This brings us to this slice of cinema’s cast and honestly while this is a fairly talented group of performers, I do feel that there is one little problem. That would be that most of them are sadly not given nearly enough material to make their characters really fleshed out let alone memorable. This dilemma includes Vera Farmiga who makes for a riveting villainess despite being severely limited in screen time, Patrick Wilson who is good in his role as Neeson’s former partner on the force even if you might be able to guess where his arc is going, the always delightfully cranky Jonathan Banks in a role that feels more like an extended cameo, and Sam Neill who in his role as Neeson’s former police captain is sadly one-note in the worst way possible to name but a few examples. This of course then brings us to the main star of the film Liam Neeson and (surprise surprise) he once again gives us his all and makes his performance work about as well as the material will let him whilst also allowing him the chance to show off his set of skills during his prerequisite AARP-sponsored action hero moments. Suffice it to say then that whilst the cast in this has its share of issues, they still more or less make their performances work as well as they possibly can under the circumstances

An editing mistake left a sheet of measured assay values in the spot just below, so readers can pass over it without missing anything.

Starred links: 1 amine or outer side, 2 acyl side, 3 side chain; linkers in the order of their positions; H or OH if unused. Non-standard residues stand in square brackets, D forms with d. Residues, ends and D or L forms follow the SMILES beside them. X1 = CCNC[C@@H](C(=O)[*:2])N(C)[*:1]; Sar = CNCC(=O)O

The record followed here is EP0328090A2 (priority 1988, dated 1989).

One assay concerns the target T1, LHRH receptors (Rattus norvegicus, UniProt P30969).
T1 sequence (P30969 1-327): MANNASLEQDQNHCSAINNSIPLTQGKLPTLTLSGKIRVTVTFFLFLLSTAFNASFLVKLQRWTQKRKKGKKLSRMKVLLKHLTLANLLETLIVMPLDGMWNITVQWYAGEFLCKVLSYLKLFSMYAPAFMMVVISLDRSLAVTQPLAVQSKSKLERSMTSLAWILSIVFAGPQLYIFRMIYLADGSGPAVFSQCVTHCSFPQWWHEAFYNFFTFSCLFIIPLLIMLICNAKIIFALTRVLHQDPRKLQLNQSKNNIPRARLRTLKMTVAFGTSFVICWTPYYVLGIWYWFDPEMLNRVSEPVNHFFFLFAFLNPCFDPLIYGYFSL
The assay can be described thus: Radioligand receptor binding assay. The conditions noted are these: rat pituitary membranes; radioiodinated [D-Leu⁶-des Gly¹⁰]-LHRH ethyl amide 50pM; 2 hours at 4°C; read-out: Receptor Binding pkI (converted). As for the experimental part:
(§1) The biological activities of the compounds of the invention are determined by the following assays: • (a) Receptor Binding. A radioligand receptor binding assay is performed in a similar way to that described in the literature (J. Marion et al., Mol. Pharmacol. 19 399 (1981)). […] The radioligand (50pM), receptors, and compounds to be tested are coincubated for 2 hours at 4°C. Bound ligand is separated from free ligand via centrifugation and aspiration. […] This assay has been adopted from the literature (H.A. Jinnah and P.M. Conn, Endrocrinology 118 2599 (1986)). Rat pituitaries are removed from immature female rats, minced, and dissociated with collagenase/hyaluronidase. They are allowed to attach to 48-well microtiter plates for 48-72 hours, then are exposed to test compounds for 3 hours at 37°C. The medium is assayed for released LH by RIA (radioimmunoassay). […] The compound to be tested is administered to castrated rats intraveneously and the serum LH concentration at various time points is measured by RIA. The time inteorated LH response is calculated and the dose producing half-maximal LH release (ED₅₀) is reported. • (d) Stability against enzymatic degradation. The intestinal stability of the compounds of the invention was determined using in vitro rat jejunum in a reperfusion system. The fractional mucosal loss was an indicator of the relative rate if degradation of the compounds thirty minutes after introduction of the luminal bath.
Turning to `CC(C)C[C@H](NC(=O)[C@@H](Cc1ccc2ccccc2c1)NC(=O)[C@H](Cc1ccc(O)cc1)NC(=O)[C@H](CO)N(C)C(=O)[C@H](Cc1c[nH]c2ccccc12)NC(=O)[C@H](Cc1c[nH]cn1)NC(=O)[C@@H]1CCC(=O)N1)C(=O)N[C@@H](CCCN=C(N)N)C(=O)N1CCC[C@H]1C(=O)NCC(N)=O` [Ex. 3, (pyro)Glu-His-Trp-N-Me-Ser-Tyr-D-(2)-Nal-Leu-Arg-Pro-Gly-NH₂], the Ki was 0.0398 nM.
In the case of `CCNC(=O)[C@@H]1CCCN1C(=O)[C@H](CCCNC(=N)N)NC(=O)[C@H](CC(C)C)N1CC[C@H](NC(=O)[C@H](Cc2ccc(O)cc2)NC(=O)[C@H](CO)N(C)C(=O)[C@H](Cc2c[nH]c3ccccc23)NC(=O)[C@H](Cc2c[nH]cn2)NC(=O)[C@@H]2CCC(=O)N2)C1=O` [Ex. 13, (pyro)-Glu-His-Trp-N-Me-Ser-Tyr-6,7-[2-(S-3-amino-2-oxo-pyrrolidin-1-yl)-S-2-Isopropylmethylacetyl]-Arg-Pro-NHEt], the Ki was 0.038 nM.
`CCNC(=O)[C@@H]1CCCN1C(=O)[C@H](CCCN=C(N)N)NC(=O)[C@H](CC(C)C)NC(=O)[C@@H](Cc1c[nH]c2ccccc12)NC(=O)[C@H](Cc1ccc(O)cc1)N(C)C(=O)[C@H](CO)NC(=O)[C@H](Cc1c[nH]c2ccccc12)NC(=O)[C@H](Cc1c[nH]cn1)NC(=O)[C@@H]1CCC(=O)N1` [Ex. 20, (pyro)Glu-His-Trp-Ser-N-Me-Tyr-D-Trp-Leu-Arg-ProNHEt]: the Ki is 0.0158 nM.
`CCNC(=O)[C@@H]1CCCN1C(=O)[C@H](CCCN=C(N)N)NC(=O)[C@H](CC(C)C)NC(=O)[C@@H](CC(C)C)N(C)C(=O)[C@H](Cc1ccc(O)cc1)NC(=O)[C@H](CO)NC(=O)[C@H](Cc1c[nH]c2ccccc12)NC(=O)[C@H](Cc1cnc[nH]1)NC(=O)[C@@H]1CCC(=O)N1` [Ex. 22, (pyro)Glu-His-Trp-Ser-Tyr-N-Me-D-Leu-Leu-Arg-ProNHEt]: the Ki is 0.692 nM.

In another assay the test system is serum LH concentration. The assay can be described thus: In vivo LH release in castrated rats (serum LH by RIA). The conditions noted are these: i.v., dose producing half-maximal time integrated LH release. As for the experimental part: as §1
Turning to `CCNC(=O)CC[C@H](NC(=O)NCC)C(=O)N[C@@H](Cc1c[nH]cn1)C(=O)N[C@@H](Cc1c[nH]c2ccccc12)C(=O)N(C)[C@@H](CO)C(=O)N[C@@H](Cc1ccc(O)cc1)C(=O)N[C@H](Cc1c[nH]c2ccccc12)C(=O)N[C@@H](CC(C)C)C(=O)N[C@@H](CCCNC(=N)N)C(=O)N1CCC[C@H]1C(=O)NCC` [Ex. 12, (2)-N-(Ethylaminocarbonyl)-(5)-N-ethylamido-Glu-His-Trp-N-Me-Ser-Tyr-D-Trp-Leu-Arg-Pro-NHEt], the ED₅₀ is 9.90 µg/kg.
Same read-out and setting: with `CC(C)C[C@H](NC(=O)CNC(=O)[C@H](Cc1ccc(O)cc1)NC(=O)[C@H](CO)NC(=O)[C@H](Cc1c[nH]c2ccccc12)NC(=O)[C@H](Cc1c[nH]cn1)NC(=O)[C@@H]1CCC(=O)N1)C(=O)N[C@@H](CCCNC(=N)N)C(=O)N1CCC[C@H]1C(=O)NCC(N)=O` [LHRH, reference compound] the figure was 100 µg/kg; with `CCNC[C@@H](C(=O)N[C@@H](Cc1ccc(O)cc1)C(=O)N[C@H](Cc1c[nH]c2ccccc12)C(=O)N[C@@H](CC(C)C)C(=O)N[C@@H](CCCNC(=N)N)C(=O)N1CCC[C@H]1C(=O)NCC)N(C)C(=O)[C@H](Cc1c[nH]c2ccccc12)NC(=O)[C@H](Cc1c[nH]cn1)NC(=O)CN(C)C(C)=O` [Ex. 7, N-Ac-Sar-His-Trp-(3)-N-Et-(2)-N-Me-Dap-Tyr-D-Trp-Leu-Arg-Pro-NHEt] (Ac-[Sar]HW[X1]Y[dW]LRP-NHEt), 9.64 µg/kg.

All in all I’m not gonna lie to you dear reader: the slice of cinema that is 2018’s The Commuter is not exactly a revolutionary film by any stretch of the imagination. At the same time, there aren’t that many Hollywood icons who really strive to make these kinds of films consistently anymore and when they do it’s either a direct to video or streaming release. However Neeson, for whatever reason, has the distinct gift for making sure these films get as big of an audience as possible and, no matter how absurd or ridiculous they get, still provides them with a touch of class and talent even in the face of making this kind of film its own distinct subgenre. Of course whenever Neeson teams up with his helmer on this one, the results are usually pretty enjoyable. Indeed Unknown from 2011 and Non-Stop from 2014 are fun slices of cinema that are terrific rainy day entertainment material and Run All Night was actually a lot better than even I thought it would be plus seeing Neeson go up against crime boss Ed Harris was quite the cinematic treat. Yet what this slice of cinema has in its corner is a willingness to, after a certain point, push the envelope and take the action as far as it possibly can whilst still remaining both silly and fun in equal measure. Sure this slice of cinema does have more than its fair share of flaws, but The Commuter is still praiseworthy because it manages to give its target audience exactly what it promised them that they were getting. Indeed at the end of the day, this slice of cinema is an A-Z and run of the mill mystery thriller that has no desire to win any awards or revolutionize its particular genre. It just wants to entertain you for a period of time and in that respect it succeeds admirably. Thus if you are looking for a cinematic meal that is more like a delicious peanut butter cupcake than a honey roasted turkey then climb aboard and give this slice of cinema a shot. I promise you could definitely do a whole lot worse. On a scale of 1-5 I give The Commuter “2018” a solid 3 out of 5.